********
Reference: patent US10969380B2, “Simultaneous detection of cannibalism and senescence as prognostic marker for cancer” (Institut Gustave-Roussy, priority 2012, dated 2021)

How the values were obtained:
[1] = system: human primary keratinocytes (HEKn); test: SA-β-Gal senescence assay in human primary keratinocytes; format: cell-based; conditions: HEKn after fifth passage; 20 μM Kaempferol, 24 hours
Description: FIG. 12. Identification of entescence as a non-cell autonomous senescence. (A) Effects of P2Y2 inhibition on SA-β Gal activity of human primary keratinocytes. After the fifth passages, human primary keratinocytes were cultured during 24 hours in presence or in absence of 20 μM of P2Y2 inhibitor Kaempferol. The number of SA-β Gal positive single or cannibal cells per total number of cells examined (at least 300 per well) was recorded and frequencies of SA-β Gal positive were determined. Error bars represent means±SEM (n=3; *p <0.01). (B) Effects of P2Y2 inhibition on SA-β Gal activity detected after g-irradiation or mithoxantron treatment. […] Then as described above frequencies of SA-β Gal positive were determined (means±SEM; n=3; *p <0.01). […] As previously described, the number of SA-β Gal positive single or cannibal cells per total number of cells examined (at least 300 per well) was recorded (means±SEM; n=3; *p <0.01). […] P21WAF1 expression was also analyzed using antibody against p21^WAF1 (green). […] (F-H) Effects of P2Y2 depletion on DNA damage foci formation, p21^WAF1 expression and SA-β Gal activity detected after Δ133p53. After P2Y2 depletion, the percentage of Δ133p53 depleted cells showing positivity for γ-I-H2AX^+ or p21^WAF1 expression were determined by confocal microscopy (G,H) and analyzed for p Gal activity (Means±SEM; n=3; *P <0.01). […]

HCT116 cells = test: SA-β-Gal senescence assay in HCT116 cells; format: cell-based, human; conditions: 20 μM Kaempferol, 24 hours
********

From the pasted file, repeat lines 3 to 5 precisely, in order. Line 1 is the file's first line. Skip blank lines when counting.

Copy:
[1] = system: human primary keratinocytes (HEKn); test: SA-β-Gal senescence assay in human primary keratinocytes; format: cell-based; conditions: HEKn after fifth passage; 20 μM Kaempferol, 24 hours
Description: FIG. 12. Identification of entescence as a non-cell autonomous senescence. (A) Effects of P2Y2 inhibition on SA-β Gal activity of human primary keratinocytes. After the fifth passages, human primary keratinocytes were cultured during 24 hours in presence or in absence of 20 μM of P2Y2 inhibitor Kaempferol. The number of SA-β Gal positive single or cannibal cells per total number of cells examined (at least 300 per well) was recorded and frequencies of SA-β Gal positive were determined. Error bars represent means±SEM (n=3; *p <0.01). (B) Effects of P2Y2 inhibition on SA-β Gal activity detected after g-irradiation or mithoxantron treatment. […] Then as described above frequencies of SA-β Gal positive were determined (means±SEM; n=3; *p <0.01). […] As previously described, the number of SA-β Gal positive single or cannibal cells per total number of cells examined (at least 300 per well) was recorded (means±SEM; n=3; *p <0.01). […] P21WAF1 expression was also analyzed using antibody against p21^WAF1 (green). […] (F-H) Effects of P2Y2 depletion on DNA damage foci formation, p21^WAF1 expression and SA-β Gal activity detected after Δ133p53. After P2Y2 depletion, the percentage of Δ133p53 depleted cells showing positivity for γ-I-H2AX^+ or p21^WAF1 expression were determined by confocal microscopy (G,H) and analyzed for p Gal activity (Means±SEM; n=3; *P <0.01). […]

HCT116 cells = test: SA-β-Gal senescence assay in HCT116 cells; format: cell-based, human; conditions: 20 μM Kaempferol, 24 hours